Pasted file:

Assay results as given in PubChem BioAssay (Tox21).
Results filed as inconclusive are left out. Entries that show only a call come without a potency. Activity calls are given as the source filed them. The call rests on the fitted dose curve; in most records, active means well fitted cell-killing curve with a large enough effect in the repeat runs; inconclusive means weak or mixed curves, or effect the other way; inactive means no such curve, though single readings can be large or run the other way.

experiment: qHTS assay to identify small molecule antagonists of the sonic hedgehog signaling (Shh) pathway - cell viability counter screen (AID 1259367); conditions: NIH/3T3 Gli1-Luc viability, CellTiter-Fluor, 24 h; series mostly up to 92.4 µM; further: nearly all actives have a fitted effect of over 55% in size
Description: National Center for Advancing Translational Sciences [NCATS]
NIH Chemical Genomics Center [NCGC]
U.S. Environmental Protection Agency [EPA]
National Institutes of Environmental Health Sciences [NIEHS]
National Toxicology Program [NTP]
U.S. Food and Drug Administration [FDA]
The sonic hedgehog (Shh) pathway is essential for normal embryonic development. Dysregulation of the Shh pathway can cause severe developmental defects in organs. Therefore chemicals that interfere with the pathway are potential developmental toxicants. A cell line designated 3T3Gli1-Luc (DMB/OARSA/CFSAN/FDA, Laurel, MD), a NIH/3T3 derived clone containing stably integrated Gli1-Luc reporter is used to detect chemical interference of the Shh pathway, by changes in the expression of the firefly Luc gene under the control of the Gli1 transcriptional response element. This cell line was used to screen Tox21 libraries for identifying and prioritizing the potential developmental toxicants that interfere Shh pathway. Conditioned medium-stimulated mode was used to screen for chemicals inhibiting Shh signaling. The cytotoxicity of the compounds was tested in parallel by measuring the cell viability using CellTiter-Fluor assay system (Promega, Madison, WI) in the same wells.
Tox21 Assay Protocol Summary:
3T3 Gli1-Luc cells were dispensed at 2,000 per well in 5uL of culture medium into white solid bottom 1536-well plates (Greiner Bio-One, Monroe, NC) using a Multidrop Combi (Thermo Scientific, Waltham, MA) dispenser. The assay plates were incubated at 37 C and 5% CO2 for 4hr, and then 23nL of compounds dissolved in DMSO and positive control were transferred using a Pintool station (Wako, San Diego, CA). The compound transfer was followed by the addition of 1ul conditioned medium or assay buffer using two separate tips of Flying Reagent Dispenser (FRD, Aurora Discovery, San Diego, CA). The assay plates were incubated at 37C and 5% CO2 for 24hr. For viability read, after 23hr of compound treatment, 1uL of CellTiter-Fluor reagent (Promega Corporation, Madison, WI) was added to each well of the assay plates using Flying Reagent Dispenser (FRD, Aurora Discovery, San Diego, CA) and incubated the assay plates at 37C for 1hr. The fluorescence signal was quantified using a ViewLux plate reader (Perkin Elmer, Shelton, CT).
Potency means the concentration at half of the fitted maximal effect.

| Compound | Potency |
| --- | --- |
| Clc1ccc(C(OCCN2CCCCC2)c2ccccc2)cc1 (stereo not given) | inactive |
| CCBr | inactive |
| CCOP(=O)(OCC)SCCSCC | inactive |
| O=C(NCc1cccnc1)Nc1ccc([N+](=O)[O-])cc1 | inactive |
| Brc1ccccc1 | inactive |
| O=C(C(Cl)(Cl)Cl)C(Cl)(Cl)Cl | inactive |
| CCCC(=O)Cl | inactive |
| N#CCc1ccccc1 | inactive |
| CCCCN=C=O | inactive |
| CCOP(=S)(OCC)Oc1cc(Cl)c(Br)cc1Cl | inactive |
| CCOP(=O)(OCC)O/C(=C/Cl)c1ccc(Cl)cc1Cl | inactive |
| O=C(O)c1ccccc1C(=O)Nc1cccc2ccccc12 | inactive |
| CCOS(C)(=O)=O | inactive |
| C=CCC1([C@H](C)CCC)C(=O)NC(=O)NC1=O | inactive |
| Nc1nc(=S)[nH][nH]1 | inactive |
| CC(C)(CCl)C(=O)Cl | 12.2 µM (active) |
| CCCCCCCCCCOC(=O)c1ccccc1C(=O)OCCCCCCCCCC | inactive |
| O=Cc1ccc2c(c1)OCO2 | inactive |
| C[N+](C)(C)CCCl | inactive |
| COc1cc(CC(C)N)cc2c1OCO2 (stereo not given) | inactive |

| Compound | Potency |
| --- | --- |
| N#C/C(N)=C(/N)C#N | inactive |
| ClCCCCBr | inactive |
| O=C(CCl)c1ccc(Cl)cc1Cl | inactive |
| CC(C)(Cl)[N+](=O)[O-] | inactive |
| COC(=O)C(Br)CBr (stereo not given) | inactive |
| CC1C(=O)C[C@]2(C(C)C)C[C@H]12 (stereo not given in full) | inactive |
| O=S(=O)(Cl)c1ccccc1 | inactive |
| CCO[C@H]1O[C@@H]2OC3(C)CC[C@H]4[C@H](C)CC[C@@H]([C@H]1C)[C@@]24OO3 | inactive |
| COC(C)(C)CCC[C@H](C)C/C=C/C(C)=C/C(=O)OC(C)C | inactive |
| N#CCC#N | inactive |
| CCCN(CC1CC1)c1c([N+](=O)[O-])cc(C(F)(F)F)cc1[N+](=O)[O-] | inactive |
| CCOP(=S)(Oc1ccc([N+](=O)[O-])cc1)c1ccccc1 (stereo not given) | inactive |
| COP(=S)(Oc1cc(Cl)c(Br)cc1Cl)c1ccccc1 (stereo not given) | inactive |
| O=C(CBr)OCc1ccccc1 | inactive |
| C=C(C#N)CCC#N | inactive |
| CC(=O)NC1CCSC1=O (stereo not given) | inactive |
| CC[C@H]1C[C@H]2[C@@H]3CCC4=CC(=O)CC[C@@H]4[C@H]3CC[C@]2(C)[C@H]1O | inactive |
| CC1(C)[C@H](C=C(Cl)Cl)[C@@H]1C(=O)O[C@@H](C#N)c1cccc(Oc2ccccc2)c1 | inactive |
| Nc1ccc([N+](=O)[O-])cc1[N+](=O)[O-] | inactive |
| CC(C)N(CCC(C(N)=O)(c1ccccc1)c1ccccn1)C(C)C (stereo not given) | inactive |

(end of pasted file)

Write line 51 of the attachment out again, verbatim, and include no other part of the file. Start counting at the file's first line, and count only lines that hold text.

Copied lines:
| O=C(CBr)OCc1ccccc1 | inactive |